Coaching from the sidelines is something that does indeed vary from coach to coach. In my humble opinion the only coach who can sit for an entire match without saying anything either doesn't care about the game, is not interested in the game or he/she is petrified. That being said let me give you my perspective as a referee and then as a coach.
As a referee I tend to focus more on the players and my crew rather than coaches. I find games much more enjoyable where coaches let their players play and enjoy the game- even at the most competitive levels. A coach that is constantly yapping does not convey any useful feedback so I tend to take those comments with a grain of salt (most likely they are ignored). A coach that is constantly yelling from the sidelines will get tuned out by his players, I have even heard players say "I wish he would shut up". A coach who does minimal coaching from the sidelines will get my attention a little more that coach chatty. The reason is that if he noticed something and spoke up there might be something there. This makes me think about those situations and notice my officiating- to see if he is correct in his observations or just venting. A little note for coaches- Referees are not the enemy, if heaps of abuse and verbal guano are dumped on us you will end up with NO REFS.
As a coach, my general rule for sideline coaching is if I can't teach topics in a week of practice then I should not expect to teach them in an hour or hour and a half during a game. At the house level my main concern is that my players enjoy the game as much as I do. When the game is on and I have to make a coaching point it is only after some topic/ situation has happened for a third or fourth time. I would rather have the player solve the problem during the game. I also let my players know if you need my help look to the bench- I got your back. I try to keep coaching at a minimum and info is given to players during pauses or when they are away from point of attack or defense- our restarts are perfect. Another great time for a quick correction is after a player's shift and a quick sip of water have the player stand next to you and prepare for his next shift- a short concise point of refinement or comment on the play. If a coach is constantly correcting every situation his players will get frustrated with the game and they will tune out. Coach Talks-a- heap will then say "why do my players lose focus". They don't coach, they are eliminating distractions to their play which your constant corrections - even those well meant and positively given- have become.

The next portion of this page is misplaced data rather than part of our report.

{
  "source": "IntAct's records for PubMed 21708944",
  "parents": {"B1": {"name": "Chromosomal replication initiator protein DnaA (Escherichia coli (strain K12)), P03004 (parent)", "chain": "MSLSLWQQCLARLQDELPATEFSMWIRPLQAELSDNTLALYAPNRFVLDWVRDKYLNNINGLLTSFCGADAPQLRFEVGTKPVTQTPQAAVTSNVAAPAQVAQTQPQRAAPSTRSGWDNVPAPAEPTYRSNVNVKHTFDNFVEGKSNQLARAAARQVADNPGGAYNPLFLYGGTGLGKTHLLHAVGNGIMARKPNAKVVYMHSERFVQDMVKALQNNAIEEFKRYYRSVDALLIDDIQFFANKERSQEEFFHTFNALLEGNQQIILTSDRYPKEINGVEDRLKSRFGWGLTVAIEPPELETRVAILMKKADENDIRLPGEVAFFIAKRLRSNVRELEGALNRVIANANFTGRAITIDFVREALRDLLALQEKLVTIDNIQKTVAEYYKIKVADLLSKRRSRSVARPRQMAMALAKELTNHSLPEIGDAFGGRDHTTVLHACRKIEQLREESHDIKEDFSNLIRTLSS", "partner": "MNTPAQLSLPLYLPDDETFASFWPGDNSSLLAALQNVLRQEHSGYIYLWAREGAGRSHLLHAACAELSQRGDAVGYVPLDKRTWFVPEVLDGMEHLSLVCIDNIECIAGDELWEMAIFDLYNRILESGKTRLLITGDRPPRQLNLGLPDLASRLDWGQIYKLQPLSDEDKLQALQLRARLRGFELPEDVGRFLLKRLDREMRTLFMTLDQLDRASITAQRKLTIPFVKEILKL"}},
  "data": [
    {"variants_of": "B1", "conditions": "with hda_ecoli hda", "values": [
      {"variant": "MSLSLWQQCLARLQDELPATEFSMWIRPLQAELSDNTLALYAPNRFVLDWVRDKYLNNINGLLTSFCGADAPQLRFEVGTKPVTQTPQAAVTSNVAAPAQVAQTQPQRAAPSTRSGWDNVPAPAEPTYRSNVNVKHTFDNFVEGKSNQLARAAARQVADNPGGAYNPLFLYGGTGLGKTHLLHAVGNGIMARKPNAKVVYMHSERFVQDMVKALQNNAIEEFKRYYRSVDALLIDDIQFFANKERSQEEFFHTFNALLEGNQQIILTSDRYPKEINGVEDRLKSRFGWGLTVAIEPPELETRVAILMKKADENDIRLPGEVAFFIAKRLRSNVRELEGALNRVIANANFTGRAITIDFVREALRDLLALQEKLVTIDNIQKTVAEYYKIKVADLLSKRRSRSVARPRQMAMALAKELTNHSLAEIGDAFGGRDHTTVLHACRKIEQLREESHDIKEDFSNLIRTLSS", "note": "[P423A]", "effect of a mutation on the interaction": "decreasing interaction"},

Some of the guidelines I use for select level and higher are If I can't teach a topic in a week of practice them I should not expect to teach them in an hour or hour and a half game. My main concern is that the players enjoy the game as much as I do (Deja Vu). At higher levels of play and intensity there is no way I can sit perfectly calm and quiet- that is why I carry a clipboard and pencil. When I feel the urge to make comments I write it down first then I don't have time to say it. I want my players to solve situations before coming to me during the game. If a player wants my help- look to the bench, I am usually standing near the end ready to give some info- I got your back. If I am making comments during the game they are quick and to the point, usually when the ball is not in play or when the player is away from the point of attack/defense. Even though these games can be intense, constant coaching from the sideline can dump a lot of a coaches intensity on the players which they don't need and may resent. In this situation Coach Blow Torch will say "why don't these guys get it- they obviously are not up for the game". More
likely than not they have tuned you out coach and are starting to rebel against your constant intrusion -even though well meant- into their play. On the other side a coach who is totally silent may confer a lack of interest to these players- this will make coaching points and adjustments harder for a coach to sell to these players. Coaches OWN halftime here is where we give the most feedback, adjustments and points of refinement. Again be concise and connect with the players- you only have six or seven minutes after the players come off the field and hydrate. Prepare for the second half of the game and please don't nag players.
Lastly, players want to play and perform as best as they can. Try to find a minimal happy median for verbal feedback during a match. Somewhere we as coaches need to let our players know that we want to enjoy their performance. I try to give some parameters of this peak performance to my players through my coaching. My best tools (during a game) to observe this are my eyes to see situations, the old brain to sort the data and make refinements and adjustments and my ears to hear if my verbal participation is taking away from or enhancing my players performance and of course a laugh or smile to let my team know that I get a lot of fun watching them play ( sounds corny but it is true).
FUNdamental Instructional Staff